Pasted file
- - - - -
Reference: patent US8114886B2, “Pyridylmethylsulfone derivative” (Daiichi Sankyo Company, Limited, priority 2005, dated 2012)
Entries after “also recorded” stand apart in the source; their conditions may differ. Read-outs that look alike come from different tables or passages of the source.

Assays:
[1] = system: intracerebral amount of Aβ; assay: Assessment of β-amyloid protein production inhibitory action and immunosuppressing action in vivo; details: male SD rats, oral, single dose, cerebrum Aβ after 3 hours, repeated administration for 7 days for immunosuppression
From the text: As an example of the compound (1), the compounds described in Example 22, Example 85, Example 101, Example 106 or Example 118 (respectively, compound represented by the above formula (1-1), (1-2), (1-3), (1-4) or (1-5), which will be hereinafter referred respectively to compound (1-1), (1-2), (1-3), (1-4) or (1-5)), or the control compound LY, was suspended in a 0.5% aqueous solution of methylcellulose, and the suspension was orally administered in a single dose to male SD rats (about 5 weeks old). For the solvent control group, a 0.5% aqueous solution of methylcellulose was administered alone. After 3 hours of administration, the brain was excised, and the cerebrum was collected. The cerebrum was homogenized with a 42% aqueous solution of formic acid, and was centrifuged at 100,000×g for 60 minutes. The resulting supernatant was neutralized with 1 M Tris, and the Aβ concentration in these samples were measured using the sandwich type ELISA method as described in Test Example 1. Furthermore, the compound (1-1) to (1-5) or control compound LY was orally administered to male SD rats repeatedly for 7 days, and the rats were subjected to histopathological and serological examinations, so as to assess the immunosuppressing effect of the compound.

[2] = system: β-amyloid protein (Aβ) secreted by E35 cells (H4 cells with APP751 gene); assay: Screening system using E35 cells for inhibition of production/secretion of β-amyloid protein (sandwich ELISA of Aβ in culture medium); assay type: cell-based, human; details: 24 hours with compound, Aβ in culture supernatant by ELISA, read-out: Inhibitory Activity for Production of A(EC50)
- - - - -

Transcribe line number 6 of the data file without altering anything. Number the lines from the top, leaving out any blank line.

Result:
[2] = system: β-amyloid protein (Aβ) secreted by E35 cells (H4 cells with APP751 gene); assay: Screening system using E35 cells for inhibition of production/secretion of β-amyloid protein (sandwich ELISA of Aβ in culture medium); assay type: cell-based, human; details: 24 hours with compound, Aβ in culture supernatant by ELISA, read-out: Inhibitory Activity for Production of A(EC50)